A smooth Baryta coated paper with no OBAs that has the feel of a traditional darkroom photographic print. The smoothest of the papers, it has a level of sheen greater than the Fotospeed Platinum Gloss Art Fibre, similar to the Hahnemühle Fine Art Baryta. When viewed in daylight next to the Hahnemühle Fine Art Baryta and Fotospeed Platinum Gloss Art Fibre it also has a slightly warmer tone, though still cooler than the Fotospeed Legacy Gloss. At 300 gsm, a decent amount of heft but not too heavy as to require any additional margin when printing. Image sharpness and detail was the best of all the papers and it gives excellent shadow detail and deep blacks reflecting its reported high DMAX.
Hahnemühle Fine Art Baryta 325
£94-£100 for 25 A3 sheets
A 100% alpha-cellulose Baryta coated paper paper that contains OBAs with a distinct texture and a lovely fine art paper feel when holding the print. The texture is more pronounced than the Fotospeed Platinum Gloss Art Fibre (below) and the level of sheen is similar to the Fotospeed Platinum Baryta. When viewed in daylight next to Fotospeed Platinum Baryta 300, the latter has a slightly warmer tone, indeed the tone of this paper is similar to the Fotospeed Gloss Art Fibre. At 325 gsm, it has a decent heft though I felt the use of a wide margin to reduce the risk of head strike might be necessary. Shadow detail was very similar to the Fotospeed Platinum Baryta and marginally better than the Fotospeed Platinum Gloss Art Fibre, all three had similar levels of highlight detail.
Fotospeed Platinum Gloss Art Fibre 300
£54-£67 for 25 A3 sheets
A 100% alpha-cellulose paper that contains OBAs with a subtle texture and a lovely fine art feel when holding the print. The texture is less pronounced than on Hahnemühle Fine Art Baryta as is the overall level of sheen, indeed this paper has the lowest sheen of all the papers and could equally be described as a semi-matte paper. When viewed in daylight next to Fotospeed Platinum Baryta 300, the latter has a slightly warmer tone. At 300 gsm, a decent amount of heft but not too heavy as to require any additional margin when printing. Slightly more detail in the very light tones than Fotospeed Platinum Baryta 300, but not quite as much detail in very dark tones.
Fotospeed Platinum Legacy Gloss 325
£56-£70 for 25 A3 sheets
A 100% cotton paper containing no OBAs with a subtle texture and has a lovely fine art feel when holding the print. The texture is less pronounced than on either Fotospeed Gloss Art Fibre or Hahnemühle Fine Art Baryta while the level of sheen is similar to the Fotospeed Platinum Baryta. When viewed in daylight this paper has the warmest tone of all four papers. At 325 gsm, it has a decent heft but did not require any additional margin when printing. Highlight detail was as good the other papers, however, while it gave deep blacks there was some loss of detail in the shadows which seemed a bit crunched up compared to the other papers. Indeed, this was the only paper where I struggled to discern shadow detail in the last 10mm of the detail test strip in the test image perhaps suggesting it would be well suited to softer images.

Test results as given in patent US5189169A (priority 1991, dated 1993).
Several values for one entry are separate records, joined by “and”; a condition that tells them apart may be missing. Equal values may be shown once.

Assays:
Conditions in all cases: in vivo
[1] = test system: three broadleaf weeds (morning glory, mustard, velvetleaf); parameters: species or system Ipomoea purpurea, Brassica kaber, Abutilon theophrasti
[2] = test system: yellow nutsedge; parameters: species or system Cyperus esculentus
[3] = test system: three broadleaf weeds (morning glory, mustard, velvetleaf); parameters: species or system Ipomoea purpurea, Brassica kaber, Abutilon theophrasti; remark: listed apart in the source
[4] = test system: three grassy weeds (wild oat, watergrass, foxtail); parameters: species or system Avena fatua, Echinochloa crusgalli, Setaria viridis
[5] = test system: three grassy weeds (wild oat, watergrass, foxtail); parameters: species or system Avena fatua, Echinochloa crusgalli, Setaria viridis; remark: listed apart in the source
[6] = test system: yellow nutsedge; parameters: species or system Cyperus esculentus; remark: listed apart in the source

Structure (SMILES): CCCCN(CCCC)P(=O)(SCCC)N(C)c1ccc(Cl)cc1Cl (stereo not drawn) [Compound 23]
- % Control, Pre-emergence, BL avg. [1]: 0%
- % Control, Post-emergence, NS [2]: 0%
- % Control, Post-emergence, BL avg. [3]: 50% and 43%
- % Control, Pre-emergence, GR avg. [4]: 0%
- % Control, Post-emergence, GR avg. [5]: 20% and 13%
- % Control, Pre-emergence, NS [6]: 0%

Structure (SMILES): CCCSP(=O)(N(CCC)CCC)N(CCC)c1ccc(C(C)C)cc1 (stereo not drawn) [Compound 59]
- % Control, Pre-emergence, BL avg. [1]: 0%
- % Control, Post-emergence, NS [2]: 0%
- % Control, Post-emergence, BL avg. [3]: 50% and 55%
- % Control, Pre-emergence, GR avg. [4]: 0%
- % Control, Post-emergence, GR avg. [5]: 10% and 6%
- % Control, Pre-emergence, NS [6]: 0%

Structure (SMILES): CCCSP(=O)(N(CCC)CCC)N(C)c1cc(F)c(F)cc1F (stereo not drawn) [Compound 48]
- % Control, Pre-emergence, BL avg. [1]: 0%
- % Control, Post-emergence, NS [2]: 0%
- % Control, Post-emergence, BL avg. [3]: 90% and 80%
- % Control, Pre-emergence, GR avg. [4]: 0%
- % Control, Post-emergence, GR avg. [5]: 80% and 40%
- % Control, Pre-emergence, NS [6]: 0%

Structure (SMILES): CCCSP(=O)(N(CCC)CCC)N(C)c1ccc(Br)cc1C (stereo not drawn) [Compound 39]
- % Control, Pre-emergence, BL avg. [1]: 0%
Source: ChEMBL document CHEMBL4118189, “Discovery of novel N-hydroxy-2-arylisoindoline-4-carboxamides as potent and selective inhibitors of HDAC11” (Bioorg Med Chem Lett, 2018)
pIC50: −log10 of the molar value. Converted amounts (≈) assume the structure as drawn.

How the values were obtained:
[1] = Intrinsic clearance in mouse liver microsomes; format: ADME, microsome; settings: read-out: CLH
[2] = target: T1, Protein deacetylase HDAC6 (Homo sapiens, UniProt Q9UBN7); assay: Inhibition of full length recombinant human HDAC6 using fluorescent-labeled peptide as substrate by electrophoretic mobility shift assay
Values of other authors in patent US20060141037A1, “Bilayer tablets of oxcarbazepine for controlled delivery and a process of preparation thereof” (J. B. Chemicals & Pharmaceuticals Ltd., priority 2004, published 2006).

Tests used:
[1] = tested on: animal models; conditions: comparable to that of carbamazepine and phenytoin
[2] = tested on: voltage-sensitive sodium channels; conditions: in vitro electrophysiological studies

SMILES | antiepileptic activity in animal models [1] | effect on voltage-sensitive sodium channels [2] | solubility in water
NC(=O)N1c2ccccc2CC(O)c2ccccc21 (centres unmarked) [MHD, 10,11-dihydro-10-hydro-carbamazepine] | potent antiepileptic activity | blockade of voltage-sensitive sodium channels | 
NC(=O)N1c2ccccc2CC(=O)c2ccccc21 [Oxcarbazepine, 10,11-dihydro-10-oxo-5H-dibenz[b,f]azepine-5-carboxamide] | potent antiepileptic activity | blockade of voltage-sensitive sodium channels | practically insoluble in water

Conclusions and personal preferences
Choosing a paper for black and white printing is, in the end, a matter of personal preference and whether the paper suits the style of prints you want to make. My focus is on making Fine Art prints of my photographs, which helps reduce the field of papers I’m likely to use. Nevertheless, Fine Art papers are expensive, often 2-3 times the price of a regular photo papers. For that money, I feel they have to deliver not just in terms of image quality but equally in the overall look and feel of the finished print. For a smooth ‘darkroom’ like print full of detail, it is hard to beat the Fotospeed Platinum Baryta. Fotospeed Platinum Legacy gloss may work well for softer images, however, I find its tone a little too warm and personally, I’d be more likely to use a matte paper for such images.
Fotospeed Platinum Gloss Art Fibre or Hahnemühle Fine Art Baryta seem to suit the style of images I produce and both papers have a beautiful fine art feel when holding a print in the hand, something I think distinguished them from the otherwise excellent Fotospeed Platinum Baryta. As I like to present my prints in folio boxes as well as mounting them, feel is an important consideration. Having printed a number of images on each, my personal preference is for the Fotospeed Platinum Gloss Art Fibre, its more subtle texture and lower sheen winning out over the Hahnemühle Fine Art Baryta. I’ve found it produces prints that have smooth tonal gradations and hold detail in both shadows and highlights.